“Thus the total number of generations from Abraham to David is fourteen generations; from David to the Babylonian exile, fourteen generations; from the Babylonian exile to the Christ, fourteen generations.” (Saint Matthew 1.17)
been a tax collector. He was intimately familiar with debits, credits
and was, in a sense, closer to the Mathematekoi of Pythagoras
– who understood the world and reality at large in terms of numbers,
not as analogous to reality but as constitutive of it — than he
was to, say, the minutiae of Mosaic Law which also, to a lesser
extent, was iterated in terms of numbers.
In the end, for Matthew the Tax Collector, the balancing of numbers at the end of the account — however achieved — was paramount. The last number, the final figure, was the sum of his work. What may have “exceeded” the legitimate sum ... belonged to Matthew, to the the tax collector, and that is one of the reasons they were hated. Today we call it Corporate skimming ...
We see this in today’s Gospel – a reading, admittedly, that does not readily lend itself to profound contemplation, ... if we are frank, these 54 lines are arguably the driest in all the Gospels, and they occur, predictably, only in Matthew's account; Matthew, a man whose life was immersed in numbers – before Christ called him from the counting table.
Matthew's facility with logical things that culminated in correct
conclusions, the purpose to this otherwise tedious preface to his
Gospel is to legitimize the Christ as the Son of David, an attempt
at a kind of Rabbinical “proof” necessary to establishing the legitimacy
of Jesus as the Christ. The genealogy numerically affirmed what
Mary already knew without counting.
So many of us are more like Matthew than Mary; at least before Jesus summoned Matthew from the counting table to the threshing floor. We count. Ceaselessly. We attempt to justify ourselves before God in terms of numbers — whether as Corporal and Spiritual Acts of Mercy, or the beads on our Rosaries — as though a preponderance of numbers will leverage our relationship with God in a way that will somehow augment or supplement the redemptive sacrifice of Christ. We count on our entering the Kingdom of God, so to speak.
We boast of the numbers of our prayers, how many Rosaries we have prayed, how many “Our Fathers" we have said, how many “Hail Marys”, and “Glory Be’s” we have recited; how many Masses we have attended – unlike that Publican over there who has said much less, and gone less often.
we say, as in the Shakespearian Sonnet, “How do I love Thee, O,
my God? Let me count the ways — for I have the numbers
nailed down.” And yet Jesus Himself admonishes us against this:
do not babble like the pagans, who think that they will be heard
because of their many words. Do not be like them. Your Father knows
what you need before you ask him.”
(Saint Matthew 6.7-8). We are urged to pray incessantly, but
not mindlessly, not for the sake of achieving a “numerical superiority”
as though we can overwhelm, overcome, God by our incessant utterances
said largely in rote — and achieve a higher “score”
than our Publican neighbor.
Think of the many Rosary groups you have attended, or heard, where the prayers — each and every one of them — are not so much prayed as recited. The monotony is often stultifying — and unmistakable in the voices. Often it is accompanied by a cadence ... a meter of sorts that is mechanical more than musical. This is not in any way to disparage the Holy Rosary — a most salutary and beautiful gift from Mary Most Holy.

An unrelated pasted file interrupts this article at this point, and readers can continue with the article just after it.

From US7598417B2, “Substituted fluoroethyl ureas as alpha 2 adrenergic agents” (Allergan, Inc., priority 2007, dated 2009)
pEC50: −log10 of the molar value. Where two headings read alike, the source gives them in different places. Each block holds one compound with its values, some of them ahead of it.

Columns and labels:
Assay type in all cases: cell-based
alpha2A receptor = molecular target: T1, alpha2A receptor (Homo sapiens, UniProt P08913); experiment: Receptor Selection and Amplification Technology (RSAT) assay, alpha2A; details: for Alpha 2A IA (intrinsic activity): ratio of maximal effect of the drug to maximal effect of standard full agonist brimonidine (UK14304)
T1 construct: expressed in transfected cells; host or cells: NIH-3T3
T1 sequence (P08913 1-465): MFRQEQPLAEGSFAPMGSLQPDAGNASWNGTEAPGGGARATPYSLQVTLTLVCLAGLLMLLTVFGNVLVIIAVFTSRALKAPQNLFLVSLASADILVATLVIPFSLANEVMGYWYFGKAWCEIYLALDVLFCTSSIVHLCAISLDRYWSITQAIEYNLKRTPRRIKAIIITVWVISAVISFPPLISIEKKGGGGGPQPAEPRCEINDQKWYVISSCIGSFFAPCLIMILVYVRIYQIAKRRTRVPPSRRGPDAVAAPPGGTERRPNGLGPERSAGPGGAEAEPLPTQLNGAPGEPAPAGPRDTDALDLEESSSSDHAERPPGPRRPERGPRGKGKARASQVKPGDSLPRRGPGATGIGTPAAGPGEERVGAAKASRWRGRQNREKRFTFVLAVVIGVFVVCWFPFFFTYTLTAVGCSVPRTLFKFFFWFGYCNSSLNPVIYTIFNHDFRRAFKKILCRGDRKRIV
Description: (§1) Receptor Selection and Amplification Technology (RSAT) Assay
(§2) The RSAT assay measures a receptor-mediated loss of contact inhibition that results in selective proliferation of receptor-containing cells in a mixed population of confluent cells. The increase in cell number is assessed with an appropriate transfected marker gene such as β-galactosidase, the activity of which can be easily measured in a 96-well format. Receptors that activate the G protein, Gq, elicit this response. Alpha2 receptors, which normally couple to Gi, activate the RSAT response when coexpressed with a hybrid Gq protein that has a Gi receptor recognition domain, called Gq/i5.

of it like this: if another dared speak
this way to us, we would certainly part ways quickly, realizing
that this man, this woman, is mumbling something of which we happen
to be the opportune and unfortunate occasion. I do not understand
her as speaking to me! She is reciting something to
me that appears to have little to do with me, and which really is
not being said, in any meaningful way, to me.
Her words are many – but they do not qualify as talking
to me. She will nevertheless leave satisfied
that she has communicated well with me simply because she has said
We are more concerned with numbers – especially the fulfilling of certain numbers – than with speaking to God from our hearts as we would speak to a real Person.
Any prayer uttered quickly and by rote, for the sake of its simply having been said, fulfilled, is at least implicitly disingenuous. It is not entirely unlike our asking one another upon meeting, “How are you?”. We do not really want to know, we largely do not care, and we say it as a matter of convention. We are sick as dogs, and reply, “Good, and you?” They say they are “well”, too, although they are sick as dogs, also.
It is meaningless. We utter words, sounds, only; fulfill conventions that are largely empty and would really be better left unsaid. We know this. And still do it ...
is not always the case. But it is, especially in congregational
prayer, in group prayer, very often the case. We have said our Rosary,
droned through all ten decades, picked up and moved on. We are satisfied.
We did the number.
Matthew gave up his counting table for Christ — let us follow his example.
Pythagoras and the Mathematikoi did not know better. We do. Sincerely ask yourself: is the manner in which you typically pray —Rosaries or other formal prayers — how you would speak to Christ in Person, pray to Mary who stood before you? Is this how you speak with your wife? Your children? Your neighbors?
Pray with your heart ... not on your fingers. God knows that you are saying much in saying little, and saying little in saying much.
One is praying.
One is counting.
In the way of things that lend themselves to numbers, you only need One.
Boston Catholic Journal
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